It was the smell of burning food that alerted Dean, sent him careening out of the living room where he'd been cleaning guns to the kitchen to find it empty, dinner starting to char, and a tendril of cold leeching heat through the kitchen door that hadn't been closed entirely.

Sam was a hundred yards away, slogging through snow up to his calves, leaving a path behind him.

Dean's view was unimpeded. Sam wasn't moving terribly fast, just steadily, and Dean took the time to shut off the stove, put on his boots, which Sam didn't have, and his coat which Sam also didn't have. He also had a snowmobile, traded for the year before when they realized how cut off they were when it snowed.

Sam didn't even notice the roar of the engine, his gaze didn't shift when Dean circled in front of him to cut him off.

Dean didn't even have to get off to stop him. Sam didn't veer at all -- he reached the snowmobile and Dean and tried to climb over both.

He was already shivering, breath coming out in visible puffs of fog, sounding harsh and shallow. His clothes were already soaked through, his skin icy. When Dean held on, Sam pulled but he didn't fight, like he didn't even really understand he was being restrained; pushing like someone did who got momentarily tangled in vines or cobwebs.

When Sam stopped struggling Dean turned the snowmobile around and headed back, Sam turned his head to stare, eyes fixed on some distant point Dean didn't even want to know about.

It was frightening, then, even though Sam didn't try to walk away again, even as Dean stripped him of his sodden clothes just outside the kitchen then pushed him roughly to the bathroom and a warm shower. Sam's teeth were still chattering together and he moved like a partly animated puppet.

It had never lasted this long, or been this weird. Always before Sam would keep trying to go until whatever it was compelling him to do so fell silent again. Dean was pretty sure the compelling call was still there, but Sam was only listening, not answering. He got Sam into the shower but Sam just stood there, swaying on trembling legs.

Dean stripped down and got in with him, a half theory rising up like a vicious taunt -- Sam was psychic. Maybe the thing had finally figured out it didn't need Sam's body to get Sam.

It started with just touching, with washcloth and soap, to get warmth back in Sam's skin, to do anything but stand naked with his brother under the hot spray of water.  When Sam didn't respond, Dean gripped his face, his hair, talked, pleaded, threatened, yelled, tried to get Sam's eyes to focus on him, to prompt anything but the vacant stare.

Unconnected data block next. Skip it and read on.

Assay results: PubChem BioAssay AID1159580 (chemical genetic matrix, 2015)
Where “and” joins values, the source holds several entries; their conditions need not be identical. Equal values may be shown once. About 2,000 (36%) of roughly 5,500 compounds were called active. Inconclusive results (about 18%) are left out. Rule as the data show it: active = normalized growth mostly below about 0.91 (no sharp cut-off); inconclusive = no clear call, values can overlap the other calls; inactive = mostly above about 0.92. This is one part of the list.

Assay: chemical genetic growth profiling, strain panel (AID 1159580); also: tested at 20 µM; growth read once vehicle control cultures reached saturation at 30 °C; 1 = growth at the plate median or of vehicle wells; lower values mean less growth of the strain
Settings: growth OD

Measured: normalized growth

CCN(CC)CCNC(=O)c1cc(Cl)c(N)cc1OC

Sam's legs gave out, quickly enough that Dean had to catch him, ease him down, both of them curled and pretzeled up in the bottom of a too small bathtub drenched by water that was getting cooler by the moment.

He didn't remember kissing Sam, or hugging him, hitting him or rocking him, but when Sam's voice finally penetrated a brain so fraught with grief and anger and just…helplessness, Dean almost missed it.

"I'm here…I'm here...Dean, I'm here," Sam said, voice tight and low and hoarse like he'd been screaming it for hours. Maybe he had been. His hand gripped Dean's arms so tight he flinched. The water was definitely cool and yet all Dean could feel was the warmth of Sam's breath on his throat. He locked his arms tighter around Sam until they were both shivering when the water went from cool to cold.

Only Sam didn't move, he shivered and held on and murmured promises he might not be able to keep but that Dean needed to hear anyway.

Dean finally shifted around enough to cut the water when every word Sam said was punctuated by the clattering of his teeth; when it penetrated into his brain that he could lose Sam to hypothermia and pneumonia as easily as to that call he couldn't hear.

They moved, in foggy, half remembered stumbles and fumbling, clinging to each other like one or the other vanishing was the absolute result if one of them let go. When Dean struggled to build the fire back up in the stove, Sam's hand curved around his ankle. When Sam reached back for the blanket on the sofa, Dean wrapped arms around his waist, that didn't loosen even when the blanket was wrapped tight around both of them. They couldn't find the strength to make it to the bedroom but Dean could reach a lamp and he could pull the cord free and tie it around both their wrists.

They slept on the floor, hard and cold with only the blanket, curved and curled around each other like a tangled ball of twine. Sometime in between fitful sleep and to predominant nightmares, touching for contact became touching with intent. Unsustainable fear became undeniable need, became unregretted lust when hands and mouths accidentally touched there and here and in a combination that only got yes for an answer.

When Dean woke, he found Sam sitting up, still bound wrist stretched awkwardly across Dean's chest, eyes fixed on the window and the creeping grey light of dawn.

"Sam?" he asked, fear rising up even though Sam wasn't trying to pull away.

But Sam turned to him immediately, free hand stroking through Dean's hair. "I'm here."

Dean licked his lips and pulled himself up to sit, feeling bruises and tender places from the hard floor and the strength of Sam's fingers, where they'd pressed into his skin. "But you can hear it?"

"Just a little. You're louder."

Dean wasn't even sure what he meant but he'd scream from now until kingdom come if that's what it took.

They'd gotten up, cleaned up, made coffee and put breakfast together, restoked the fires and checked the house. Dean locked all the doors and hid the keys. Then he'd taken Sam to bed, properly this time. Or maybe Sam had taken him. The details didn't matter.

And it wasn't as if Dean thought sex alone or even love could keep Sam with him. Plenty of people; husbands and wives, sweethearts, parents and children, had been torn apart by this thing. It wasn't enough, there wasn't anything Dean could do to make the voices stop calling or stop Sam from hearing them.

But Sam found a reason to fight it and that was good enough.